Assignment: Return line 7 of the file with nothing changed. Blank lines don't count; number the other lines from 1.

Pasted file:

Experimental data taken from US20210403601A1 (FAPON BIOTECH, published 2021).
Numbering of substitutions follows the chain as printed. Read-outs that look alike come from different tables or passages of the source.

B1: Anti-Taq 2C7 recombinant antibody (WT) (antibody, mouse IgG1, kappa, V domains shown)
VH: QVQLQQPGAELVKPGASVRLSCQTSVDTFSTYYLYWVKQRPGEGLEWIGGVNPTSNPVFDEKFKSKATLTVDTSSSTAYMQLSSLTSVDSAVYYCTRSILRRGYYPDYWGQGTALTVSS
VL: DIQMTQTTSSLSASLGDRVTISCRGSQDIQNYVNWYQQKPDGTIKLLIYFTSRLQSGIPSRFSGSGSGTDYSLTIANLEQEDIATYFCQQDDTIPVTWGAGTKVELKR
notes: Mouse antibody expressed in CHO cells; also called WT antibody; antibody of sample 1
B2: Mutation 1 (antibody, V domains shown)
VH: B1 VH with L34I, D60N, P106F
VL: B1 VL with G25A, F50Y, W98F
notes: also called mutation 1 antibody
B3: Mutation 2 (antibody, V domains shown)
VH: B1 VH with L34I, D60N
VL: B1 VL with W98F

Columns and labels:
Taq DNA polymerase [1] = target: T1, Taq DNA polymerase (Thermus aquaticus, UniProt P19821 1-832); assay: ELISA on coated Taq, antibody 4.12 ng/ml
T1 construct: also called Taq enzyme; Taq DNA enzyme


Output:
B2: Mutation 1 (antibody, V domains shown)